Sarah Kenofsky Koenigsberger, c. 1900. Photos courtesy of Bruce Fabricant, Sarah’s grandson.
Sarah Kenofsky Koenigsberger with her grandson Bruce Fabricant in 1945.
Russian immigrant Martin Kenofsky arrived in America in 1859, settling in Grenada, Mississippi, where he worked as a shoemaker. During the Civil War, seeking to escape conscription, Martin fled with his money, about $5,000 in gold coin. Union soldiers caught him and charged him as a spy. Although they released him from prison, they confiscated his money. He moved with his wife and four children to New Orleans where he grew increasingly despondent and took up drinking. His long and tortured effort to recover his money from the government lasted long after his death by suicide at age 59 in September 1880. His wife Sophia placed their four youngest children (Amelia, Salomon, Joseph, and Sarah) in the Home. She died in 1881.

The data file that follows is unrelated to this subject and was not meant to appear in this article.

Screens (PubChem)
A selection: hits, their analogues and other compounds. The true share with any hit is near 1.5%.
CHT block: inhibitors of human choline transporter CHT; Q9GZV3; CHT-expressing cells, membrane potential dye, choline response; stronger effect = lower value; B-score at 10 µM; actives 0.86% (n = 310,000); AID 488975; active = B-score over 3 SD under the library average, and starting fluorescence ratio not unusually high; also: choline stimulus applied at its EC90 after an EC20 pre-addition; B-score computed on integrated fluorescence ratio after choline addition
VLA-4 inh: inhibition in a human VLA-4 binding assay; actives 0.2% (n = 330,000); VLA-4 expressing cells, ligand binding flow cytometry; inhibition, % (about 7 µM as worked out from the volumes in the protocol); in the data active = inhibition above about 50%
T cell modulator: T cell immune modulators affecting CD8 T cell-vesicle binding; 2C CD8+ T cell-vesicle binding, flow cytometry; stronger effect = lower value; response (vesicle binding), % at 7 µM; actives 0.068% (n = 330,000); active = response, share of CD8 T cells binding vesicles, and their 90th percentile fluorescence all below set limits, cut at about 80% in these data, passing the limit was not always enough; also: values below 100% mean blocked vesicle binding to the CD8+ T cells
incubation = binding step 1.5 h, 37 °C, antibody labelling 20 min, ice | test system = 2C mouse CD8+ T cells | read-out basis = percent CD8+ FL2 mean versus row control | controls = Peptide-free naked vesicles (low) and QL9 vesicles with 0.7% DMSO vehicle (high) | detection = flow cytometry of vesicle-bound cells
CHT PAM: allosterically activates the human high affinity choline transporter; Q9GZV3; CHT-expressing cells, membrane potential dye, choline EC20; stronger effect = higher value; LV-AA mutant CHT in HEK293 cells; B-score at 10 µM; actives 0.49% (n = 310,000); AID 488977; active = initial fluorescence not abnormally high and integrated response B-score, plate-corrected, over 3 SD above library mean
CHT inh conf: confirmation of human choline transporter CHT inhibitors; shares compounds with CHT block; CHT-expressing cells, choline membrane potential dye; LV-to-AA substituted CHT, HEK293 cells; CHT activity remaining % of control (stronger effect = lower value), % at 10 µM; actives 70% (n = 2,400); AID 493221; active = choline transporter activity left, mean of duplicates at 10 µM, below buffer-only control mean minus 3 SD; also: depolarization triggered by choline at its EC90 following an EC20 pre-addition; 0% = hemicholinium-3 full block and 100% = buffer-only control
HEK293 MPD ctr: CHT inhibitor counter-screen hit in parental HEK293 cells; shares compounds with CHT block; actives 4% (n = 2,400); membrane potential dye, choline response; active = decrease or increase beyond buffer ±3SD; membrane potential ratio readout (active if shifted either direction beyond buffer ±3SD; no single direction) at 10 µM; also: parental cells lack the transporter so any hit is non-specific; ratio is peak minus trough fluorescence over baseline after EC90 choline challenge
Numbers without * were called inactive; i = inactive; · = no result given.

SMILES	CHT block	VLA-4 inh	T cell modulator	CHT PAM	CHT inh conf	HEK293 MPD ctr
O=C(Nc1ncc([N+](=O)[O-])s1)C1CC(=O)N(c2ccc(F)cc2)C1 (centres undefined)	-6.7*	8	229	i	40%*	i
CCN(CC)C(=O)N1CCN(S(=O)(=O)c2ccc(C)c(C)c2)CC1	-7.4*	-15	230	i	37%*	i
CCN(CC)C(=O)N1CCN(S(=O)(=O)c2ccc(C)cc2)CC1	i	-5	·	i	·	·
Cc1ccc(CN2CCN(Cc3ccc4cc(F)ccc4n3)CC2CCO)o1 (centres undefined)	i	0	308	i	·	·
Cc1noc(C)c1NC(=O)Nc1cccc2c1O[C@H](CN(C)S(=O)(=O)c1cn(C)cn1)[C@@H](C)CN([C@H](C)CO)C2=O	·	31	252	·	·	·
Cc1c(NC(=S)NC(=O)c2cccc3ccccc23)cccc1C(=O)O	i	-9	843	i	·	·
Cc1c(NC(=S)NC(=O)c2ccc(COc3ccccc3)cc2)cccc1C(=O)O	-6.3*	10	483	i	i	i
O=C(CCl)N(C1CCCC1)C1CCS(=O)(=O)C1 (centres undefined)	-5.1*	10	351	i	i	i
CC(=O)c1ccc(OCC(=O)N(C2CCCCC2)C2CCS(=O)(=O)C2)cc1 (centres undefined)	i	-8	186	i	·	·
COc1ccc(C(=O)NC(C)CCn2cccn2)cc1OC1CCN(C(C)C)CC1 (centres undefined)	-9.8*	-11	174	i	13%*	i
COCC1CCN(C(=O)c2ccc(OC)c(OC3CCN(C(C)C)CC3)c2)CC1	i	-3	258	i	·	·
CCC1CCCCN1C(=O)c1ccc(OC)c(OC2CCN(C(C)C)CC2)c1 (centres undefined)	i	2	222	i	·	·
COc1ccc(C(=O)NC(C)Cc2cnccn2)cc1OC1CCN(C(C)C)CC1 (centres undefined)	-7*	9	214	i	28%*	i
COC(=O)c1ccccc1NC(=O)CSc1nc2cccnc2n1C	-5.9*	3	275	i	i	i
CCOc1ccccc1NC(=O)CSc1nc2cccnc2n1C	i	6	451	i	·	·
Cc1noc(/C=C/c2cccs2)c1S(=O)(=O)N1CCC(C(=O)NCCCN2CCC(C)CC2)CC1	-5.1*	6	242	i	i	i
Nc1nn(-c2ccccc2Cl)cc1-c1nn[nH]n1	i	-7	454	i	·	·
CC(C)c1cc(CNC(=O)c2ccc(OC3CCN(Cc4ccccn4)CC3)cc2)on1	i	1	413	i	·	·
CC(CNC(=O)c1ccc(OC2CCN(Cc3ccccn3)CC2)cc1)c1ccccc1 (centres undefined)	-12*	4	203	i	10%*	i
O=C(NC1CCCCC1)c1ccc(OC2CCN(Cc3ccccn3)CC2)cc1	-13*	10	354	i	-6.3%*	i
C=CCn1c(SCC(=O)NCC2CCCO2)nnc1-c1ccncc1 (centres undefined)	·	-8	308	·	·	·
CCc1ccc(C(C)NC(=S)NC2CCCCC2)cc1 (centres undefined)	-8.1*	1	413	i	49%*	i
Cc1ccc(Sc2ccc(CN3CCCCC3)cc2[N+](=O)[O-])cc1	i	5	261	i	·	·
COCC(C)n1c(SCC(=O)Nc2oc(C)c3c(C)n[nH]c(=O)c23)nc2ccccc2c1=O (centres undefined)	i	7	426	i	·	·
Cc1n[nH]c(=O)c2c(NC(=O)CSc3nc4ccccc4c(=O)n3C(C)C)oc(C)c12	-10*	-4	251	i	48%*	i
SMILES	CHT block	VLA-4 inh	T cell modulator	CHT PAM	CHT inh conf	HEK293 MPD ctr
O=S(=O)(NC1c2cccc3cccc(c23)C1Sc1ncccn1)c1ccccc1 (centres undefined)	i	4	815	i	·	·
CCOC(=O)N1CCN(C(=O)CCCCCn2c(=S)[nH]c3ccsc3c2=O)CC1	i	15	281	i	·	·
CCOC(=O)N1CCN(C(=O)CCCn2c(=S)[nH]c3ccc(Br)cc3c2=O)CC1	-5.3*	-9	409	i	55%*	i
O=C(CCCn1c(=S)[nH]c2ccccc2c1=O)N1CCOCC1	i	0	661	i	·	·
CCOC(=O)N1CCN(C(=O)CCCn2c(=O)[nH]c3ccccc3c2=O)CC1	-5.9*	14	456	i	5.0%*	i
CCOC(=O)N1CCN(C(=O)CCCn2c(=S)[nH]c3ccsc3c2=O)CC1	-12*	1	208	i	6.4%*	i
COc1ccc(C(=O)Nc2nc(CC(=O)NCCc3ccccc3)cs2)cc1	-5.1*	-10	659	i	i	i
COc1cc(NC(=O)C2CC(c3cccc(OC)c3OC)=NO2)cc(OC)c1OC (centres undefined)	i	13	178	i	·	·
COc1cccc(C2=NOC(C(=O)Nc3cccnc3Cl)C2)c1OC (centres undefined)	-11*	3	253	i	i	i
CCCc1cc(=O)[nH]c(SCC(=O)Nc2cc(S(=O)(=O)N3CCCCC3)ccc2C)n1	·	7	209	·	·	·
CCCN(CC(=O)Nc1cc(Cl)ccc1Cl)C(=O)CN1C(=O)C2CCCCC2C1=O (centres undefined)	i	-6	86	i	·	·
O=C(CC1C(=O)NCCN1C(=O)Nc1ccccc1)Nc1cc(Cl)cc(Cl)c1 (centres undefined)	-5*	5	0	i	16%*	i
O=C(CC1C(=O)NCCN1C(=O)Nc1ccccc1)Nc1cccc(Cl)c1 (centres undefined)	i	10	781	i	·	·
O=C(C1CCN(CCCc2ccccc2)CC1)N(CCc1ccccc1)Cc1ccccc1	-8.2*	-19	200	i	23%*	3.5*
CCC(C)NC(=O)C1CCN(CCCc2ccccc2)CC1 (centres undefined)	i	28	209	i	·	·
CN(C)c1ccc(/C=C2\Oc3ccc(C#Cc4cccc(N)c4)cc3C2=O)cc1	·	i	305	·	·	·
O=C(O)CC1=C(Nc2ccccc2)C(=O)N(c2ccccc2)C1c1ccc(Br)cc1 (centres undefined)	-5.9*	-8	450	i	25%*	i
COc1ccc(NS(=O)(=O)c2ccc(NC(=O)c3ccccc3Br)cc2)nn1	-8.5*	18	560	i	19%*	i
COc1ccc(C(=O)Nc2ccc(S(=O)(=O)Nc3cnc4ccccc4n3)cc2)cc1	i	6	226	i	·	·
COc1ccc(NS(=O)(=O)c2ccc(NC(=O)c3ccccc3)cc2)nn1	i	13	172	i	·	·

With the Home’s help in pursuing the claim, the government finally returned Martin’s money. By act approved October 18, 1888, Congress awarded Martin’s heirs $4,992.50 from the sale of the “gold coin belonging to him and used in the service of the United States.”
Before then, in 1883, Amelia was discharged to M. Ullman of Memphis, Tennessee. The same year, Salomon was discharged to L. Rosenbaum as an apprentice shoemaker; he later became an insurance agent. In 1886, Joseph was discharged to J.A. Menir as an apprentice carpenter; a decade later he married Anna Peterson in a ceremony performed by Rabbi M. Sessler. In 1891, Sarah (age 13) was discharged to Herman Lichtenstein, a businessman in Natchitoches, Louisiana. In 1902, she married Abe Koenigsberger and moved to New York.